The Epstein Lecture is dedicated to the late Dr Edward Epstein, who was the South African pioneer in the development of pseudophakic correction in cataract surgery in the fifties. He was a founding member and honorary member of the SASCRS.
This lecture is given at a Congress of the SASCRS by an ophthalmologist who has distinguished himself by outstanding international and local contributions for the advancement of cataract or refractive surgery.
The purpose of this Award is to recognize an Ophthalmologist’s consistent participation as an Ophthalmologist, in charitable activities, indigent care, community service and other humanitarian activities.
The qualifying criteria:
- The nominee must have demonstrated a pattern of humanitarian service in Africa over a period of several years. Qualifying service might include, but not limited to, care for the indigent, service in inner city or rural African locations with disadvantaged persons, care for underprivileged individuals of specific racial or ethnic background and care in settings of high risk to the Ophthalmologist.
- Service must have been above and beyond the usual service commitment required of an Ophthalmologist.
- The service should have entailed personal sacrifice on the part of the Ophthalmologist.
- Only one such Award may be given to an individual during his or her lifetime.
1999 Roberto Zaldivar, MD
2001 Emanuel S Rosen, MD
2003 Michael Knorz, MD
2005 Spencer Thornton, MD
2009 Dr Hubrecht Brody
2013 Dr Frik Potgieter
2015 Prof Andries A Stulting
2017 Prof Robert C Stegmann
Prof Robert C Stegmann
Prof. Stegmann started work on sodium hyaluronate (Healon) in 1977 and 1978 with Prof. David Miller of Harvard Medical School U.S.A. This was completed in South Africa in October 1978.
This resulted in the most significant advance in ophthalmic surgery facilitating the development of visual rehabilitation by a quantum leap.
Use of Healon in Ophthalmology extended to: -
- surgical treatment of congenital abnormalities of the anterior segment
- corneal grafts
- glaucoma surgery
- repair of trauma
To date more than 200 million people worldwide have benefited from this original research work carried out in Harvard Medical School (Boston) and Medunsa.
Refinement of surgical techniques as a result of the use of sodium hyaluronate, have led to Department of Ophthalmology in Medunsa being recognized as a world leader in ophthalmic surgery. This is best illustrated by achievement of highest success rate and lowest complication rate in the world today.
To back these facts, the following international recognition has been accorded:
Canadian Ophthalmological Society, Toronto, June 1985
Order of the Southern Cross (Silver)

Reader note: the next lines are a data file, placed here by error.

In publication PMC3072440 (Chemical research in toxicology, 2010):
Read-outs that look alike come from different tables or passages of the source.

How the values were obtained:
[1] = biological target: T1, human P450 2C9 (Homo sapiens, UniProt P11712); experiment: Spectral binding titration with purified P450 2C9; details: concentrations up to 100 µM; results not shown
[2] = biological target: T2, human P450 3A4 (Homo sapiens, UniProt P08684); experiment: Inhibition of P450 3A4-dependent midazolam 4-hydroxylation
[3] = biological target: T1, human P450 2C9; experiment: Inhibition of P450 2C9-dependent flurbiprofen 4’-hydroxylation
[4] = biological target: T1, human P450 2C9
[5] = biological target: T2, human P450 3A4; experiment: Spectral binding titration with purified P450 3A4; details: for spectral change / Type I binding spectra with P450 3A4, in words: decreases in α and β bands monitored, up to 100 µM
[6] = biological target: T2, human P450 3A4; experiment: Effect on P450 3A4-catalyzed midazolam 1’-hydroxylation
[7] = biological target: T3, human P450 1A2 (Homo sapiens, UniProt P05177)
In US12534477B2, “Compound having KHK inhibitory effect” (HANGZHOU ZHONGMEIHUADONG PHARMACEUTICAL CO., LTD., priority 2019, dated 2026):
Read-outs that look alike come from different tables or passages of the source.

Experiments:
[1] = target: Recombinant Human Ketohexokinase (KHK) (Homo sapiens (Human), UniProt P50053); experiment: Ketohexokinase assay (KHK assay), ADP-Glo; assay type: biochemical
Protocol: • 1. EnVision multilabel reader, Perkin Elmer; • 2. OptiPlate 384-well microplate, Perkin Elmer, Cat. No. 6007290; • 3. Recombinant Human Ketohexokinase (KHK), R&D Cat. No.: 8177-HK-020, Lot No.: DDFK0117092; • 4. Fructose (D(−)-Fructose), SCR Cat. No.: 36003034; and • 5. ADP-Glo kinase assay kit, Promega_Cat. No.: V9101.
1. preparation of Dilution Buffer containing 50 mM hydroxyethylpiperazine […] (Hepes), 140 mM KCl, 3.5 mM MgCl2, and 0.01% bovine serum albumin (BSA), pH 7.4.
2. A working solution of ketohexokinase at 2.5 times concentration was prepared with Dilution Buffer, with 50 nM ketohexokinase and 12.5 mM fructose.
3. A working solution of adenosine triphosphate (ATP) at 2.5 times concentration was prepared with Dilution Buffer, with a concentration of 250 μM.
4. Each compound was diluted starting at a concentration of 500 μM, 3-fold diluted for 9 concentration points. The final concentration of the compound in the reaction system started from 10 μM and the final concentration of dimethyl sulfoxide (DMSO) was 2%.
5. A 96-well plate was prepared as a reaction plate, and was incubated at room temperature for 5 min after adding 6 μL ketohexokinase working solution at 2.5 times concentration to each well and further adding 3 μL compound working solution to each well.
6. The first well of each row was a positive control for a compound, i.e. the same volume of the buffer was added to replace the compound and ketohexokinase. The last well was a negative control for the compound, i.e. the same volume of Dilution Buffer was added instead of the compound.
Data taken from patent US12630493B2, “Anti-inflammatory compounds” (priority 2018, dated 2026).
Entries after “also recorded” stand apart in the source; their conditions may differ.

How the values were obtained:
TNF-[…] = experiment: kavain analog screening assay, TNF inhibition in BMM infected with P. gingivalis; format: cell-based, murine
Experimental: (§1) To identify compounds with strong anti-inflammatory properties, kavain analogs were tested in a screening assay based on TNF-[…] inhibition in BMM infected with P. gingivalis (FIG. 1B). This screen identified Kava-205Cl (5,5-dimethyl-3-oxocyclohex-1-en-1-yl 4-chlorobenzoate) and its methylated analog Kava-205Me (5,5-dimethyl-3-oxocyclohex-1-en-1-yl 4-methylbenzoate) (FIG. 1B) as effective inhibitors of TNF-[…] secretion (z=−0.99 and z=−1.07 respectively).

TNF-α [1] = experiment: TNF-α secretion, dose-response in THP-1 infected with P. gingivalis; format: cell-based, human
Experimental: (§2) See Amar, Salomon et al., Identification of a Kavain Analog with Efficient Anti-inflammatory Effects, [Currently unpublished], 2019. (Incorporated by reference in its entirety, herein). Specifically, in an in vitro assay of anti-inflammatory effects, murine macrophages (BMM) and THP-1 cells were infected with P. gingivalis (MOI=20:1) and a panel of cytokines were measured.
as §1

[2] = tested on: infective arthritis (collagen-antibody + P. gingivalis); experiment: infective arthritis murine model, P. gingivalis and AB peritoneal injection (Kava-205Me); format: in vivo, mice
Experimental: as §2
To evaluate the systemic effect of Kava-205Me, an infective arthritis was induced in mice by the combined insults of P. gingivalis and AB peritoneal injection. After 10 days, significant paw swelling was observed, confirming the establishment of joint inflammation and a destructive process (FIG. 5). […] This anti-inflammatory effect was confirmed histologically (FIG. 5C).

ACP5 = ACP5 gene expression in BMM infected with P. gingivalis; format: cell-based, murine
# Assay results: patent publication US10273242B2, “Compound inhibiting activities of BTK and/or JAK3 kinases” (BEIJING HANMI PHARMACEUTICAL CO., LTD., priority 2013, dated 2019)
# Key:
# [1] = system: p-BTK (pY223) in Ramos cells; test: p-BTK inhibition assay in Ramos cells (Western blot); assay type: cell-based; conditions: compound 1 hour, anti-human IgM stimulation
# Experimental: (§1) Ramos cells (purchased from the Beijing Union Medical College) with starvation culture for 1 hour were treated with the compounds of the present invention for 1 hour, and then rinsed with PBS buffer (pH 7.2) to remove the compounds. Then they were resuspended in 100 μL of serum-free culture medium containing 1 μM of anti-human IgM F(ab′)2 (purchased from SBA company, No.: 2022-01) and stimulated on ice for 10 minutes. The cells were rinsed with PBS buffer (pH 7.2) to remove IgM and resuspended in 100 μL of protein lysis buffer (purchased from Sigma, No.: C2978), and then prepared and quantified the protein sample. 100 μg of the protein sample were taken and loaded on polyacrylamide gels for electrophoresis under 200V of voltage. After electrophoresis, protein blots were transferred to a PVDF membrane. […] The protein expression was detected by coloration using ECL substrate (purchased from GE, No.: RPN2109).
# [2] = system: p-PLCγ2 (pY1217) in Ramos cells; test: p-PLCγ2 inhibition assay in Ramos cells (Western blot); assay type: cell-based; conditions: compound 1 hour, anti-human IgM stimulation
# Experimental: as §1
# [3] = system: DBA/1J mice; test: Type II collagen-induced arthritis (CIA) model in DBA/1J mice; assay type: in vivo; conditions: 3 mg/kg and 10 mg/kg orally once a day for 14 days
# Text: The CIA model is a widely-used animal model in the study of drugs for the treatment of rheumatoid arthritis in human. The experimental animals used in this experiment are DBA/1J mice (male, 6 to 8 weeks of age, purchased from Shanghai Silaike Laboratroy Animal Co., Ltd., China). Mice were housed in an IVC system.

Cape Town, February 1987
APPI Crystal Award
Japan, January 1990
American Society of Cataract and Refractive Surgery, Boston, March 1991
American Academy of Ophthalmology Honour Award, October 1992
Binkhorst Medal, European Society of Cataract and Refractive Surgery, October 1996
Von Graefe Medal (Germany) 2001
All Africa Innovators award received, Nov 2006 in Egypt.
Sir Harold Ridley Medal, June 2007
Funkhauser Medal Swiss Ophthalmological Society, 2008
Canadian Ophthalmological Society Letson Lecture, September 2011
Obstbaum Medal Lecture American Society of Cataract and Refractive
Surgery April 2012.
This achievements have led to a number of children who were previously considered inoperable, to a situation where they could go to tertiary education as a result of Prof. Stegmann’s surgical intervention.
This has also led to most satisfying glaucoma surgery ever developed with most fascinating results.
Prof. Stegmann has developed many surgical instruments with international companies which have included special microscissors, microdiamond scalpels and most accurate surgical trephine yet designed.
Prof. Stegmann’s developed photographic techniques that are now recognized as the highest standard in the world today and have been used for teaching all over the world.
Over the years Prof. Stegmann’s stature has brought a significant amount of money to the Department of Ophthalmology, Medunsa (± R5 million worth of donations from industry both national and international). This includes ± R2 million in grants from First National Bank in recognition of the important medical research developed at Medunsa.
Overseas companies donated more than R3 m in instruments and devices for the benefit of the community served by Medunsa and Ga-Rankuwa Hospital. This was in recognition of the advances in surgical techniques for the treatment of cataracts, glaucoma, trauma and congenital diseases.
Prof. Stegmann has given 30 years of unbroken service to Medunsa without even taking sabbatical leave.
Close collaboration and ongoing research has been established internationally between Medunsa and following universities / institutions:
- Harvard Medical School
- MIT (Massachusetts Institute of Technology)
- Uppsala (Sweden)
- University of Antwerp (Belgium)
- Gothenburg (Sweden)
- Medical University of South Carolina (USA)
- University of Cairo (Egypt)
In recognition of these achievements, patients from all over the world have received treatment and surgery at Medunsa / Ga-Rankuwa Hospital complex.
I.e. Sweden, Greece, USA, Switzerland, Italy, Malawi, Mauritius, Swaziland, Botswana, Lesotho, Angola, Zambia, Congo, Ethiopia, Ghana.
This has sparked tremendous interest and has led to doctors from all over the world visiting the department to be familiarized with surgical techniques.
I.e. Sweden, Norway, Germany, Italy, Greece, Spain, England, Japan, USA, Australia, Belgium, France, Switzerland, Uganda.
The ophthalmologists who graduated from Medunsa continue to serve the country and other parts of the world with distinction.